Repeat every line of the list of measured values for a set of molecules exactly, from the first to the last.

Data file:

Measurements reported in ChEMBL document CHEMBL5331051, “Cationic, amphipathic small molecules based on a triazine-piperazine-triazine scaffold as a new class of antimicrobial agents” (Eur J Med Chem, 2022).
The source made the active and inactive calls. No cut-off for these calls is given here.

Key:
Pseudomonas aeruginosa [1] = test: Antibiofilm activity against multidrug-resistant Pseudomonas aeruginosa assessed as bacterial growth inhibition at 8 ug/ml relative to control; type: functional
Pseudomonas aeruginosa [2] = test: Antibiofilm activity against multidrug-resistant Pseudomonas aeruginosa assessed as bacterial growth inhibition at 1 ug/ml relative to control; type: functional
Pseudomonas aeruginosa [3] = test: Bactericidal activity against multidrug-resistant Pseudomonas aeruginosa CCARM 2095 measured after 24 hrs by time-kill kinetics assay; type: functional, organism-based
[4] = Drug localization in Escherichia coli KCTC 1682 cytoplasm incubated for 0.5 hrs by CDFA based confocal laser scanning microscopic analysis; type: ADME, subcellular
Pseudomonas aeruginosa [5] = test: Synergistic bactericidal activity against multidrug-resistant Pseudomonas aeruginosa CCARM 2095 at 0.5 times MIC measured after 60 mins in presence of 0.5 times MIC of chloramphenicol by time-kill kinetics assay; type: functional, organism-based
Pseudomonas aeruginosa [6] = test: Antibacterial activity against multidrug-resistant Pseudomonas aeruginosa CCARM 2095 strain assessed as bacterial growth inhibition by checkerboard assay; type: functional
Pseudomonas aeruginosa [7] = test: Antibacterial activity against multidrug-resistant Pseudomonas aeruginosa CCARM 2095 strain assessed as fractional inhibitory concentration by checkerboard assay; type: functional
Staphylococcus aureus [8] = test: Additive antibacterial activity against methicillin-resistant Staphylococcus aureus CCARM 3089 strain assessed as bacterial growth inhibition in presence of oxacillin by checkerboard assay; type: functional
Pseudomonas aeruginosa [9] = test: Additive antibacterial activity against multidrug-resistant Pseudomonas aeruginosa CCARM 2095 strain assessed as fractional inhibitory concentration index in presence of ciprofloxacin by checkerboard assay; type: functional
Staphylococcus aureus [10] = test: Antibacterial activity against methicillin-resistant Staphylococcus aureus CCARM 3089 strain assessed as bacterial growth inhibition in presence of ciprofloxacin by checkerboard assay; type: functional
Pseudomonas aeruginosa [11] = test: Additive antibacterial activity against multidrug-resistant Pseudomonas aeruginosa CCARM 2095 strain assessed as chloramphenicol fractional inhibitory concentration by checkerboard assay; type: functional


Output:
Measurements reported in ChEMBL document CHEMBL5331051, “Cationic, amphipathic small molecules based on a triazine-piperazine-triazine scaffold as a new class of antimicrobial agents” (Eur J Med Chem, 2022).
The source made the active and inactive calls. No cut-off for these calls is given here.

Key:
Pseudomonas aeruginosa [1] = test: Antibiofilm activity against multidrug-resistant Pseudomonas aeruginosa assessed as bacterial growth inhibition at 8 ug/ml relative to control; type: functional
Pseudomonas aeruginosa [2] = test: Antibiofilm activity against multidrug-resistant Pseudomonas aeruginosa assessed as bacterial growth inhibition at 1 ug/ml relative to control; type: functional
Pseudomonas aeruginosa [3] = test: Bactericidal activity against multidrug-resistant Pseudomonas aeruginosa CCARM 2095 measured after 24 hrs by time-kill kinetics assay; type: functional, organism-based
[4] = Drug localization in Escherichia coli KCTC 1682 cytoplasm incubated for 0.5 hrs by CDFA based confocal laser scanning microscopic analysis; type: ADME, subcellular
Pseudomonas aeruginosa [5] = test: Synergistic bactericidal activity against multidrug-resistant Pseudomonas aeruginosa CCARM 2095 at 0.5 times MIC measured after 60 mins in presence of 0.5 times MIC of chloramphenicol by time-kill kinetics assay; type: functional, organism-based
Pseudomonas aeruginosa [6] = test: Antibacterial activity against multidrug-resistant Pseudomonas aeruginosa CCARM 2095 strain assessed as bacterial growth inhibition by checkerboard assay; type: functional
Pseudomonas aeruginosa [7] = test: Antibacterial activity against multidrug-resistant Pseudomonas aeruginosa CCARM 2095 strain assessed as fractional inhibitory concentration by checkerboard assay; type: functional
Staphylococcus aureus [8] = test: Additive antibacterial activity against methicillin-resistant Staphylococcus aureus CCARM 3089 strain assessed as bacterial growth inhibition in presence of oxacillin by checkerboard assay; type: functional
Pseudomonas aeruginosa [9] = test: Additive antibacterial activity against multidrug-resistant Pseudomonas aeruginosa CCARM 2095 strain assessed as fractional inhibitory concentration index in presence of ciprofloxacin by checkerboard assay; type: functional
Staphylococcus aureus [10] = test: Antibacterial activity against methicillin-resistant Staphylococcus aureus CCARM 3089 strain assessed as bacterial growth inhibition in presence of ciprofloxacin by checkerboard assay; type: functional
Pseudomonas aeruginosa [11] = test: Additive antibacterial activity against multidrug-resistant Pseudomonas aeruginosa CCARM 2095 strain assessed as chloramphenicol fractional inhibitory concentration by checkerboard assay; type: functional